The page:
[PODCAST] EP 003 – Shelley Rostlund | Brand Strategist

4 Growth Methods for Micro Businesses

Sep 30, 2022 | Brand

What ‘growing’ feels like, is different for micro businesses

I know your time is valuable. These show notes give you the gist if the episode, what is covered, any links or resources talked about in the show, and also gives you a few ways to listen or watch the episode.

This episode’s topic, in a nutshell…

In this solo episode, I speak to you as a business consultant, having worked as a micro business myself since 2007, as well as in working with micro businesses since then.

I break down the reality of what ‘growth’ is actually like for this type of business. And, I’m hoping, for you…this may help you in defining what growth looks like and feels like for you, when you are head-down doing the work that you are doing, or working towards the future you are wanting.


In this episode I walk you through the 4 methods of growth that I see micro businesses using to successfully leverage their time, resources and money-making ability – to grow or create a better functioning and profit-producing business.

Make sure you listen to my full explanation of each of these inside this handy episode.

And, remember, GROWTH…for a micro…does NOT always equal MORE. Sometimes, it actually just means: BETTER.

The 4 Growth Methods:

1. Momentum (timestamp: 00:05:06)

This is the most common form of growth. It’s the natural, organic growth that happens as a result of having all the right fundamentals in place, being consistent over time, building your reputation and spreading the word about how great you are at what you do.

The way I like to think of it, is it is like the continuous ripples in a pond, when you throw a pebble into it.

This is more often than not what every GOOD business should be experiencing at some level, and will feel more and more from about year 3 to 4 onwards.

The result of this kind of growth, means that it impacts:

    • Needing more hands on deck
    • Systems to be put in place
    • Streamlining tools and processes
    • Help with the time needed to on-board an expanding list of new customers
    • And also in supporting and/or serving those new customers over the longer term


2. Simplification (timestamp: 00:06:16)

This type of growth is where there is a considered decision to narrow your offer and then double down on it.

By doing this – there is focused marketing and attention on less, in order to generate more.

So your activities may look like:

    • Active reduction on product/service offerings
    • Reviewing systems
    • Streamlining tools
    • Strength and weakness exercises, to highlight what skills need to be recruited

If the right services or products are chosen, this is a great way to grow.


3. Specialisation (timestamp: 00:07:17)

This is similar to simplification, but different, so listen (or read) closely …

Specialisation is where, instead of narrowing on your offer, the act of ‘narrowing down’ comes about in focussing on something SPECIFIC like:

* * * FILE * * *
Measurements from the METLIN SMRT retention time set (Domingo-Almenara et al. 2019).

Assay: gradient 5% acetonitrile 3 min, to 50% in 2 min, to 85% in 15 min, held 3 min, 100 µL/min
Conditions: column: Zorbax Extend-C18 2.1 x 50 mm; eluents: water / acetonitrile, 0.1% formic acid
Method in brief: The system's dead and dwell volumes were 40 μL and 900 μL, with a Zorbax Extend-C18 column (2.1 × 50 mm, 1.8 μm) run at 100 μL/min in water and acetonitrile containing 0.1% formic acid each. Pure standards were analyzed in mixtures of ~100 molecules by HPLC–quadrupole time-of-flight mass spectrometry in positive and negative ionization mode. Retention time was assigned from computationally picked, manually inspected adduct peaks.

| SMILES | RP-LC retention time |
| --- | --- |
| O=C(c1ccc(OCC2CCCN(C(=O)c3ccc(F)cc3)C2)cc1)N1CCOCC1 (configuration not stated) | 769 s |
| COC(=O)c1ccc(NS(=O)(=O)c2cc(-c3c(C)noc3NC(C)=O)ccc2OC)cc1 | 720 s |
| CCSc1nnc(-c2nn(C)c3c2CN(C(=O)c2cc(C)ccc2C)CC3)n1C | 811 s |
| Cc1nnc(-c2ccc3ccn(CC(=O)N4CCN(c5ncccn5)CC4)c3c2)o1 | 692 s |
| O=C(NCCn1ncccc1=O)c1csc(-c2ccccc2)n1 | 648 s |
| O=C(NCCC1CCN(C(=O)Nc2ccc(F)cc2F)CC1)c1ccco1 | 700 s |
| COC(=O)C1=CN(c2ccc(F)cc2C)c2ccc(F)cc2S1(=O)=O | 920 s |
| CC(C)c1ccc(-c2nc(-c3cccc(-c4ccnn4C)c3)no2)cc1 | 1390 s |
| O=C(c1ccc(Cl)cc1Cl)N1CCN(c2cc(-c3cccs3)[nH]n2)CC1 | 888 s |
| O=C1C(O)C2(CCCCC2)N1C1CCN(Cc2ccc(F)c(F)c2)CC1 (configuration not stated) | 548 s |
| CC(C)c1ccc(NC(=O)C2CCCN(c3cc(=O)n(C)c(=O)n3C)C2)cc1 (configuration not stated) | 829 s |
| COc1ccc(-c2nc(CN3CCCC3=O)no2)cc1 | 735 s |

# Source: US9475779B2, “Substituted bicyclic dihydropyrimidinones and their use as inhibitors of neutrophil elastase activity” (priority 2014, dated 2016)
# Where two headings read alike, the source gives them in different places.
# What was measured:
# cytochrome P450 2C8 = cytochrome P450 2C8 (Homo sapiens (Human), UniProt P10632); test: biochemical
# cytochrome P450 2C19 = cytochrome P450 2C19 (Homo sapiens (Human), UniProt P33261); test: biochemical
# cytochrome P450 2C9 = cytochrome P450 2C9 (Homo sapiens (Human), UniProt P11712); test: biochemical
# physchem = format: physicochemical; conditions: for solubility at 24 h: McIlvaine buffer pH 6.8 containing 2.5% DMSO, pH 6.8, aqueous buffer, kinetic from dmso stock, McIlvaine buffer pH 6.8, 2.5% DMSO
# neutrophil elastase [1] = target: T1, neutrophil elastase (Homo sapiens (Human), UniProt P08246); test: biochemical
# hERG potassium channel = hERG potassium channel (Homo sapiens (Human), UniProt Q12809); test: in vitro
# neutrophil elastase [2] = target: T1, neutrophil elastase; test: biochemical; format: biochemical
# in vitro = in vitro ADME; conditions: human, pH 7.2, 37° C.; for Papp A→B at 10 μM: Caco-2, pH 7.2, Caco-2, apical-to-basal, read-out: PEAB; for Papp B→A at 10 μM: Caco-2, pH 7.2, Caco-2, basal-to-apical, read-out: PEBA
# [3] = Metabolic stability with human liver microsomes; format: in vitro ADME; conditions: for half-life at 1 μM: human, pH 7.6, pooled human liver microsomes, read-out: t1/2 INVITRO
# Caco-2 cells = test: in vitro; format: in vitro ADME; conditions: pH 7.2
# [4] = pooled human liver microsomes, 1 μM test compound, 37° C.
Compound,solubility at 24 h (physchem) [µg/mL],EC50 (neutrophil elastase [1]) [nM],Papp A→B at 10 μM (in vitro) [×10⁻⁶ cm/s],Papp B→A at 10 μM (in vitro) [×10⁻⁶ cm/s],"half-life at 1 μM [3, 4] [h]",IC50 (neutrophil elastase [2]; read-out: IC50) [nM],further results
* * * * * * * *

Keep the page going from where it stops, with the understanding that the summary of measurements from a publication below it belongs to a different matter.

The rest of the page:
• A type or customer/client, or
    • An industry or segment of market

And then what you work on is matching your offer (your service or product), to that type of client or industry.

The kind of activities that you’ll be heavily investing in for this, are:

    • In-depth market research,
    • Gaining feedback and input from customers
    • Sharping your offer,
    • Investing in bulk on things (because you are only focussing specifically on whatever it is, so you can do bulk orders)


4. Diversification (timestamp: 00:08:43)

This is where you do the opposite to SIMPLIFICATION and you focus on expanding your offering to open your business up to opportunity that wasn’t there before.

This could be by offering a new service or product to the same audience, or by finding a strategic partner who can deliver that new service to your audience.

Naturally your activities may include:

    • Feedback and input with existing customers (to gauge next step needs or supplementary needs, that you’re not serving at the moment)
    • Seeking out and building new strategic partnerships or joint-ventures, or
    • Re-training you or your team on the new offer / skill / service.

This is a big conversation

That’s ok. We need to have these honest, real conversations because being an entrepreneur is already tough and its lonely, but if we’re honest with each other about what goes on behind the scenes…then perhaps we can knock those jet-setting-bro-marketeers on the head and put them in the unreal box where they belong.

I think you’ll agree that we do not need to feel bad about our progress, or how fast or slowly we achieve what we achieve. As micro businesses, we are actually the backbone of the economy – keeping the ship afloat in many ways. Remember that – you are a superhero.

Once you’ve listened or watched this one – let me know which growth method is closest to what feels good for you?


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